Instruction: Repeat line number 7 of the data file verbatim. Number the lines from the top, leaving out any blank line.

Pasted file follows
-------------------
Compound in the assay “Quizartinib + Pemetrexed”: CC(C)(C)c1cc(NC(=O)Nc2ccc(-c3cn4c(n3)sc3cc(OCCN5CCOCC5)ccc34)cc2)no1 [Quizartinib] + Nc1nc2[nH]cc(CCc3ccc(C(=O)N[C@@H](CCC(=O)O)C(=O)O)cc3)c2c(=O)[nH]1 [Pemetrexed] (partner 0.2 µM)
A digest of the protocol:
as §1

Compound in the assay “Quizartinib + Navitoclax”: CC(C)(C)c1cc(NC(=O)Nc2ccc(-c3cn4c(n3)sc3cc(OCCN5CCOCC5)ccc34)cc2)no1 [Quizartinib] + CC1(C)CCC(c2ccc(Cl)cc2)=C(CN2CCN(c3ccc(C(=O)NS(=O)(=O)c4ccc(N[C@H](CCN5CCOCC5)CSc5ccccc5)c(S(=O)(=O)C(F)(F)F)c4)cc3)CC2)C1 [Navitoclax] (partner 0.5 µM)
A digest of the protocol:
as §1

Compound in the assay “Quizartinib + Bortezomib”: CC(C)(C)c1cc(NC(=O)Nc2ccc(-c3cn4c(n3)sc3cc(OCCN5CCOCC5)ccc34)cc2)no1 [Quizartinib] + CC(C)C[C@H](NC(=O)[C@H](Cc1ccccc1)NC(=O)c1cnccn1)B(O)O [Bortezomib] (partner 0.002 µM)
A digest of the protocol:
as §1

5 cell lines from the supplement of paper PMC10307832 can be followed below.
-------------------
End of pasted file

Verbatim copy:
Compound in the assay “Quizartinib + Bortezomib”: CC(C)(C)c1cc(NC(=O)Nc2ccc(-c3cn4c(n3)sc3cc(OCCN5CCOCC5)ccc34)cc2)no1 [Quizartinib] + CC(C)C[C@H](NC(=O)[C@H](Cc1ccccc1)NC(=O)c1cnccn1)B(O)O [Bortezomib] (partner 0.002 µM)